The global ranking of State Bank of India (SBI), the country’s largest lender, is down by a few notches.
Going by the list of the world’s top 1,000 banks based on tier I capital, or equity and reserves, carried in the July issue of The Banker, a Financial Times publication, SBI is the world’s 64th largest bank. Last year, SBI’s position was 57th. When it comes to assets, SBI is the world’s 76th largest bank. Here, too, it has slipped. Last year, its position was 70th.
ICICI Bank Ltd, India’s second largest lender by assets, has moved up the ladder dramatically. Based on tier I capital, ICICI Bank is now the world’s 81st largest bank. Its rank was 150th last year. Based on assets, ICICI Bank’s world ranking is 127th, up from 148th.
This is the first time that two Indian banks feature among the top 100 banks in the world in terms of tier I capital. ICICI Bank has also managed to get into the league of the top 25 Asian banks, excluding Japan. Among the top 25 Asian banks, on the basis of tier I capital, SBI ranks 11 and ICICI Bank 15.
No other Indian lender has been able to break into the list of the top 200 banks. Punjab National Bank, the second largest government-owned bank in India, is 239th in terms of tier I capital and 216th in terms of assets. Five other Indian banks are among the top 300 banks in the world both in terms of tier I capital and assets.
To be sure, neither the tier I capital nor the size of the assets of Indian banks are strictly comparable with their global peers as The Banker does not have the latest figures for all banks. For instance, while SBI’s tier I capital and assets are for the year ending March 2009, most of the other Indian banks’ financials are those of the previous year, ended March 2008. In contrast, the financials of all US and European banks as well as those from China and Japan are for the year ended December 2008.
Also Read Tamal Bandyopadhyay’s earlier columns
Indeed, our banks do not have the scale, but they are healthy and The Banker survey is an immensely interesting study of contrast between India and the rest of the globe. Collective profits of the top 1,000 banks plunged by a staggering 85.3%, from $780 billion (Rs38.14 trillion) to $115 billion, in a year that witnessed the worst ever credit crunch in history. Return on capital, or RoC, one of the key measures of banks’ efficiency, dropped to an average of 2.69% last year from 20% in the previous year.
The banks have written off losses but at the same time they also received massive dollops of recapitlization from governments and, as a result, their tier I capital has risen by 9.7% to $427 billion. Assets too have grown by 6.8% to $96,395 billion (Rs96.39 trillion), albeit at a slower pace.
For the first time in the top 1,000 bank listing’s 39-year history, the top 25 banks—which account for almost 40% of the top 1,000 banks’ tier I capital and 45% of assets—recorded a loss, of at least $32 billion. In the West, US banks made an aggregate loss of $91 billion; banks in Europe $16.1 billion; and those from the UK $51.2 billion.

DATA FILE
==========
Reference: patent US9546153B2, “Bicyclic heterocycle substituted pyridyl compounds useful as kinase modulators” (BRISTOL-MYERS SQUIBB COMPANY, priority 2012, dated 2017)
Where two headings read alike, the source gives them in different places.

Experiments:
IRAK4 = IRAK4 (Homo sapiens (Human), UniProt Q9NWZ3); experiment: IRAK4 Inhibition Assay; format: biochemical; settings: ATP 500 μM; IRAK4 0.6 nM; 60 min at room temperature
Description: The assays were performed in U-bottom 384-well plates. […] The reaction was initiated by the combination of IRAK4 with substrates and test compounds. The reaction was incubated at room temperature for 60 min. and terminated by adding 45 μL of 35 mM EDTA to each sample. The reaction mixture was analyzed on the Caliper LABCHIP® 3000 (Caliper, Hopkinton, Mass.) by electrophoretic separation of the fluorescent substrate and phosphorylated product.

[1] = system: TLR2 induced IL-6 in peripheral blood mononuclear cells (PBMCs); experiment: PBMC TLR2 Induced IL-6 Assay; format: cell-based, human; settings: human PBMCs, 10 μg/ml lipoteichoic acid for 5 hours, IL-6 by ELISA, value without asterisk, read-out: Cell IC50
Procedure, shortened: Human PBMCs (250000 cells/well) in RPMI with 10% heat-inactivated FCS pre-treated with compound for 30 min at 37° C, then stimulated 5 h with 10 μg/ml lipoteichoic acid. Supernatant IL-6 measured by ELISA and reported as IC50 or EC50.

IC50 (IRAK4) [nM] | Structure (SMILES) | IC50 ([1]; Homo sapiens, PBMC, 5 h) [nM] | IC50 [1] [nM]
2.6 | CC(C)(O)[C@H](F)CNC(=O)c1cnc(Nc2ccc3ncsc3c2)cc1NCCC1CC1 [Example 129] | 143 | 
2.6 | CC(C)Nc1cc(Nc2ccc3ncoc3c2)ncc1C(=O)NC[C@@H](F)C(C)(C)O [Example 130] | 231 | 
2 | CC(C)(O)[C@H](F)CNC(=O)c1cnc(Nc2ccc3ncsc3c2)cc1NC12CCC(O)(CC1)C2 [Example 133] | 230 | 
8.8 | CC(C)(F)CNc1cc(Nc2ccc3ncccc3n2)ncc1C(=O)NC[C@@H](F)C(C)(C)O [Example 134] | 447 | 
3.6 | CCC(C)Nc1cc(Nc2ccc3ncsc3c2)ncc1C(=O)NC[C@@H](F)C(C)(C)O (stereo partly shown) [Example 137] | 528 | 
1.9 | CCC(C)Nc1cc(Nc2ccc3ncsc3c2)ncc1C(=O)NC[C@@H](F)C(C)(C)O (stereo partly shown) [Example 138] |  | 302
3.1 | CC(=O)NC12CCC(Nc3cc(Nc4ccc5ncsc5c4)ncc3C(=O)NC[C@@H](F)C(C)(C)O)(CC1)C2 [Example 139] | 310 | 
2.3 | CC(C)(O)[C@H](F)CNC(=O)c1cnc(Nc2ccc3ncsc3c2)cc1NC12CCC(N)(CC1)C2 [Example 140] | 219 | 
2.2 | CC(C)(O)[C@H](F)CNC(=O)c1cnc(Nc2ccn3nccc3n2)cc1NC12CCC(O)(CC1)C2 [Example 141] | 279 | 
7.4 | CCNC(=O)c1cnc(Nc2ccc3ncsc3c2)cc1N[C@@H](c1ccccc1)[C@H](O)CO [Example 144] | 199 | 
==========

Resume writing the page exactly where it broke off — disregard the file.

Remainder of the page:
When it comes to other financial ratios such as RoC and return on assets (RoA), the findings are startling. For instance, the aggregate RoC of the UK banks is –15.32% and that of the US banks is –10.32%. Between 2003 and 2008, the assets of western banks doubled and the scorching pace of growth was the key contributor to the crisis. Assets of Indian banks, during this period, at least doubled, but they remained insulated from the global turmoil.
The average net profit of 37 listed commercial banks grew by 26% last year; no bank posted losses and only four of them registered a drop in net profit. SBI’s net profit growth was 36%. If that sounds a bit too much, consider these facts: PNB, Bank of India and Bank of Baroda posted at least 50% growth each in net profit while net profit of HDFC Bank Ltd grew by 41% and that of Axis Bank Ltd by 61%.
Except for ICICI Bank, whose assets actually shrank by 5%, all other Indian banks showed growth in assets and SBI expanded by 34%. Two private banks, HDFC Bank and Axis Bank, grew their assets by 38% and 35%, respectively. Overall, the assets of the listed banks grew by 22% last year.
As they ploughed back a substantial portion of their net profit after paying dividends to shareholders, the net worth, or equity and reserves, of these banks—a proxy for tier I capital—on an average grew by 18%.
Among other critical financial parameters, RoA of 21 banks was at least 1% and 10 of them have 1.25% or more. Similarly, barring three, all of them have double-digit RoC and 13 of them have a RoC between 20% and 30%.
Finally, when it comes to stressed assets as a percentage of their loan book, 24 of the banks had less than 1% net non-performing assets (NPA) and only two of them had more than 2% net NPAs.
Needless to say, no Indian bank had any problem in terms of capital and liquidity last year.
Crisis, financial sector meltdown... Did someone say? Let’s celebrate the success of our prudent bankers and vigilant regulator.
Tamal Bandyopadhyay keeps a close eye on all things banking from his perch as Mint’s deputy managing editor in Mumbai. Comment at firstname.lastname@example.org